Microsoft and HP promised that the Parallel Data Warehouse will be deeply integrated with Microsoft's business intelligence software, and that the appliance will improve "data access with massive scalability and faster query times than traditional SQL Server databases."
The developer preview of Denali, meanwhile, has four new features that Microsoft highlighted in a press release. They are as follows:
* SQL Server AlwaysOn, which Microsoft describes as "a Web-based support and analysis tool that pushes out best practices, helps troubleshoot configuration problems, resolves issues faster, reduces downtime and improves performance."
* Apollo, "a new column-store database technology delivering significantly greater query performance."
* Crescent, "a Web-based, highly interactive data visualization and presentation solution designed to enable business customers to quickly gain meaningful insights from data."
* Juneau, "a single development portal for data and application developers."
Column-store, as opposed to row-oriented systems, is "definitely where the future is," but this is Microsoft's first release with the technology, Saburi says. Using Denali, Saburi says Microsoft was able to cut the query time on some very large databases from eight minutes down to two seconds.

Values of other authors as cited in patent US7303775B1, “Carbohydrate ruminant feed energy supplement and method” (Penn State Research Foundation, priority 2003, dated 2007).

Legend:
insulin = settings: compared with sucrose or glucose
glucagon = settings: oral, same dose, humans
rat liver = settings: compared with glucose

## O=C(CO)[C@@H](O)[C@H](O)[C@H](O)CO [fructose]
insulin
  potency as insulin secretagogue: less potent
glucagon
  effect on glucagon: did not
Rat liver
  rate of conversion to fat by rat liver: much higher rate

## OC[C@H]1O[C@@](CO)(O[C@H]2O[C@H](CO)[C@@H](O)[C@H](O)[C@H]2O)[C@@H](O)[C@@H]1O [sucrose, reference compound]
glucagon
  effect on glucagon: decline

Microsoft's packed SQL Server announcement includes two more bits of news. Customers can now sign up for a beta service code-named "Atlanta," which will let IT pros access analytics that can help them avoid configuration problems and other issues.
Finally, Microsoft also says it will offer an updated Microsoft Certified Master certification program for SQL Server experts that will help these IT pros increase their visibility and "reinforce their value in the market."
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